The camera consists of two pieces of drawing paper, cleverly folded so that the parts slide past each other, opening up a tiny square "shutter." I think of Nauras peering through the shutter and pretending to snap my picture, then gleefully posing for imaginary snapshots as I take my turn as photographer. I remember her fetching her only other toy, a bedraggled baby doll with long white hair and eyes of aqua blue, and placing it in my arms.

Fortunately, Nauras is playful and inventive; for the time being, she seems somewhat oblivious to the desperate insecurity she and her family face. But though she seems to register it but little, Nauras is no stranger to tragedy. Growing up she daily saw her father's fingerless right hand, a brutal message from Saddam Hussein's government which left Nauras' mother the family's sole breadwinner, and for which, following the US invasion, Nauras' parents had hoped to obtain overseas medical care. They traveled to Jordan seeking a German visa. But a series of catastrophes have ensured that, barring a miracle, they will never complete that journey. ...

Posted by Blue1moon on Monday, December 10 @ 20:51:16 EST (1319 reads)
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 Health News: Euthanasia Triggers Suicidal Tourism in Switzerland

TravelTranslated by Ksenia Sedyakina

Euthanasia is considered to be one of the most complex issues nowadays. Is it well-intentioned help to someone who suffers and wishes to die or a murder of a human being? While some people whose relatives are at death’s door would sacrifice everything to ease and stop their poignant death agony, the Orthodox community holds debates about the sinfulness of suicides and illness as a punishment. Meanwhile, people suffering from incurable diseases from different countries, whose relatives did not give them “help”, come to Switzerland to meet “easy” death at the hands of professionals in accordance with the law.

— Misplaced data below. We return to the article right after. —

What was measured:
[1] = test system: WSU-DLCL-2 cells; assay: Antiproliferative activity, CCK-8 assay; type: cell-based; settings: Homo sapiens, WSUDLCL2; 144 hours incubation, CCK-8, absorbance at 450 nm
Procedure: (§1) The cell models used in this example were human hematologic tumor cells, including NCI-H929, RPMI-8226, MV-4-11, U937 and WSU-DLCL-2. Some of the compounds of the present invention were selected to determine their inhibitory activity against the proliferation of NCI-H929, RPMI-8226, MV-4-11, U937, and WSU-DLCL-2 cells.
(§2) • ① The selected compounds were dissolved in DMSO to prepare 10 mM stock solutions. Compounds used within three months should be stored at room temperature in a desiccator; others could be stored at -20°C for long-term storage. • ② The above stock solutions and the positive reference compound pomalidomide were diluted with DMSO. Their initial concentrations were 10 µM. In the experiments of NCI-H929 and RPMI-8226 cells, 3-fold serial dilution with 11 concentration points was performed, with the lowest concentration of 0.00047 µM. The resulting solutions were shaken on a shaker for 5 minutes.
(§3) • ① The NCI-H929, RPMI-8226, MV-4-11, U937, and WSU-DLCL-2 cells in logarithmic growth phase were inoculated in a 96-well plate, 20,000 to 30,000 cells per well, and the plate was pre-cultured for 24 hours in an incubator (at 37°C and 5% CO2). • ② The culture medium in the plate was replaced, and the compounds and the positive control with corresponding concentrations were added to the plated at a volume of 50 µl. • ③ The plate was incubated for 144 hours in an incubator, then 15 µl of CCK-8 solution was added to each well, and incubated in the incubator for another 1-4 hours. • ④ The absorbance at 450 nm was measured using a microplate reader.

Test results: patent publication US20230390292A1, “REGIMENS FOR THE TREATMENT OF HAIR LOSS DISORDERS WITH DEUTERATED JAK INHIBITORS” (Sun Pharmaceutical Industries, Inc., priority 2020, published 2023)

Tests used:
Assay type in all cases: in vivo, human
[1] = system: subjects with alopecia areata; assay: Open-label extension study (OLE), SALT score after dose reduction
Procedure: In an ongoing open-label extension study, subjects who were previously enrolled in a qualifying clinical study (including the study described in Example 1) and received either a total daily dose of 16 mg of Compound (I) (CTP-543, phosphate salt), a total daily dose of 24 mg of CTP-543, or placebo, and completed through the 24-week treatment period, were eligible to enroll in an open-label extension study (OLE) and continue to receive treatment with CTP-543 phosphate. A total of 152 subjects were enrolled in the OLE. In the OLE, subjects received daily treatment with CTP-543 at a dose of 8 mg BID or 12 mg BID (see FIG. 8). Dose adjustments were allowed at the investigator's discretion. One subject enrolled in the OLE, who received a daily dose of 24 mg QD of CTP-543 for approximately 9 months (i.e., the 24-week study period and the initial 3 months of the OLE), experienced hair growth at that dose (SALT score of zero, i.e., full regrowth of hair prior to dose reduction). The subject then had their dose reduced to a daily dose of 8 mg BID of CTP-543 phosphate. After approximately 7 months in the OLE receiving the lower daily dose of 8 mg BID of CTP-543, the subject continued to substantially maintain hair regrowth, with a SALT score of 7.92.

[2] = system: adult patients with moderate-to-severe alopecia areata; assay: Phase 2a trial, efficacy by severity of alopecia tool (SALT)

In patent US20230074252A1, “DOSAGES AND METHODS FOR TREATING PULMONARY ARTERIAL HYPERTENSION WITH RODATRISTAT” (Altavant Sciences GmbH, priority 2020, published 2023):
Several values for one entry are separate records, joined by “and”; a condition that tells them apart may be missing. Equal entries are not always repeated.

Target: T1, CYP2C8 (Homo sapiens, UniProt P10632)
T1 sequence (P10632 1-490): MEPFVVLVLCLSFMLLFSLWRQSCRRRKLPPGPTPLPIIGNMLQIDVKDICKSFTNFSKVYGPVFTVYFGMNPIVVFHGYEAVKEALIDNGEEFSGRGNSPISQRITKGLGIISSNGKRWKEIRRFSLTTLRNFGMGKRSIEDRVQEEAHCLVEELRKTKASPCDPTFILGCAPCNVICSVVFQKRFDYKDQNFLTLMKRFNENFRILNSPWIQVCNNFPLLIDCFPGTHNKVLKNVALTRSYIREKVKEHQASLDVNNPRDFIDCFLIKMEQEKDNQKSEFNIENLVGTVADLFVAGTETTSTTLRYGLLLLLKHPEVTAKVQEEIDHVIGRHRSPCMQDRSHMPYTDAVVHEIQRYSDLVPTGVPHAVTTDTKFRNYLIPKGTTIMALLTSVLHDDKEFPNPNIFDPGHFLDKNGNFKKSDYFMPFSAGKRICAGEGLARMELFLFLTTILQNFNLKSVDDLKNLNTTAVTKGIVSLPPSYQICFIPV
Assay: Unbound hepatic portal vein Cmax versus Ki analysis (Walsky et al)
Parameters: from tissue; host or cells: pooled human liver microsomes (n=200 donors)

Switzerland is one of the few European countries where euthanasia is legalized.

A person, who knows about his or her hopeless situation and is unable to endure terrible pain, has a right to stop the torment. Such suicide has been legalized in Switzerland since 1942. There are only three required conditions: a documented proof of the existing disease, relatives’ disinterest in the death of a person and a signed contract, confirming that the decision to leave this world is voluntary and invariable. ...

Posted by Blue1moon on Thursday, November 29 @ 20:10:54 EST (1193 reads)
(Read More... | 4459 bytes more | Comments? | Health News | Score: 0)

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Thursday, November 15
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Monday, October 22
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Thursday, June 07
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Friday, July 15
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Wednesday, June 29
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Monday, June 20